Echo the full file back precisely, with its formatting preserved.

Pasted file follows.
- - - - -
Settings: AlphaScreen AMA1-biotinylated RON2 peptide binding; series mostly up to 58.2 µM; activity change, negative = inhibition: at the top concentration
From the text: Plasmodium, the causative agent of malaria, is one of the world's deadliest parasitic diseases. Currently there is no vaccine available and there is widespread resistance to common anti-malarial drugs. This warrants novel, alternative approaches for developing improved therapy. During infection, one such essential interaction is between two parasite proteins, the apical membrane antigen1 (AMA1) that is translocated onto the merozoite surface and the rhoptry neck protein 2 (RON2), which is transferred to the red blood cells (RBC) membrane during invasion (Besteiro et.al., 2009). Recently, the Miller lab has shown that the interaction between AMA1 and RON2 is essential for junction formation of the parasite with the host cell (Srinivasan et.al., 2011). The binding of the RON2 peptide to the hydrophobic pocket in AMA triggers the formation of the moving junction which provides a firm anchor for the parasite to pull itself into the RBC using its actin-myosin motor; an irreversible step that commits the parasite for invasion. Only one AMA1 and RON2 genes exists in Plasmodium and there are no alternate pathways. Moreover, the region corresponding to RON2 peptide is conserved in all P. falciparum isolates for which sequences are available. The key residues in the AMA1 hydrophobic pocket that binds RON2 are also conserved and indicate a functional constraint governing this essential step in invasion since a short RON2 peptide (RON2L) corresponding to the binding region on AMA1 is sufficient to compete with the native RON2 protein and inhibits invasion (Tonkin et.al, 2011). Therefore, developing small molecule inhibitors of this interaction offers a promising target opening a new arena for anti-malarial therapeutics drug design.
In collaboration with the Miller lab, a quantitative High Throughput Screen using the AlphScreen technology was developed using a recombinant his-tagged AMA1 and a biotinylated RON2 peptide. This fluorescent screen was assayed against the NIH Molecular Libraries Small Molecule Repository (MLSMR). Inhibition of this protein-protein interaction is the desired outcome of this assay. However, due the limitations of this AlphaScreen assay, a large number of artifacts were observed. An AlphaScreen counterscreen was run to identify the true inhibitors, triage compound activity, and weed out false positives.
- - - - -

Settings: AlphaScreen AMA1-biotinylated RON2 peptide binding; series mostly up to 58.2 µM; activity change, negative = inhibition: at the top concentration
From the text: Plasmodium, the causative agent of malaria, is one of the world's deadliest parasitic diseases. Currently there is no vaccine available and there is widespread resistance to common anti-malarial drugs. This warrants novel, alternative approaches for developing improved therapy. During infection, one such essential interaction is between two parasite proteins, the apical membrane antigen1 (AMA1) that is translocated onto the merozoite surface and the rhoptry neck protein 2 (RON2), which is transferred to the red blood cells (RBC) membrane during invasion (Besteiro et.al., 2009). Recently, the Miller lab has shown that the interaction between AMA1 and RON2 is essential for junction formation of the parasite with the host cell (Srinivasan et.al., 2011). The binding of the RON2 peptide to the hydrophobic pocket in AMA triggers the formation of the moving junction which provides a firm anchor for the parasite to pull itself into the RBC using its actin-myosin motor; an irreversible step that commits the parasite for invasion. Only one AMA1 and RON2 genes exists in Plasmodium and there are no alternate pathways. Moreover, the region corresponding to RON2 peptide is conserved in all P. falciparum isolates for which sequences are available. The key residues in the AMA1 hydrophobic pocket that binds RON2 are also conserved and indicate a functional constraint governing this essential step in invasion since a short RON2 peptide (RON2L) corresponding to the binding region on AMA1 is sufficient to compete with the native RON2 protein and inhibits invasion (Tonkin et.al, 2011). Therefore, developing small molecule inhibitors of this interaction offers a promising target opening a new arena for anti-malarial therapeutics drug design.
In collaboration with the Miller lab, a quantitative High Throughput Screen using the AlphScreen technology was developed using a recombinant his-tagged AMA1 and a biotinylated RON2 peptide. This fluorescent screen was assayed against the NIH Molecular Libraries Small Molecule Repository (MLSMR). Inhibition of this protein-protein interaction is the desired outcome of this assay. However, due the limitations of this AlphaScreen assay, a large number of artifacts were observed. An AlphaScreen counterscreen was run to identify the true inhibitors, triage compound activity, and weed out false positives.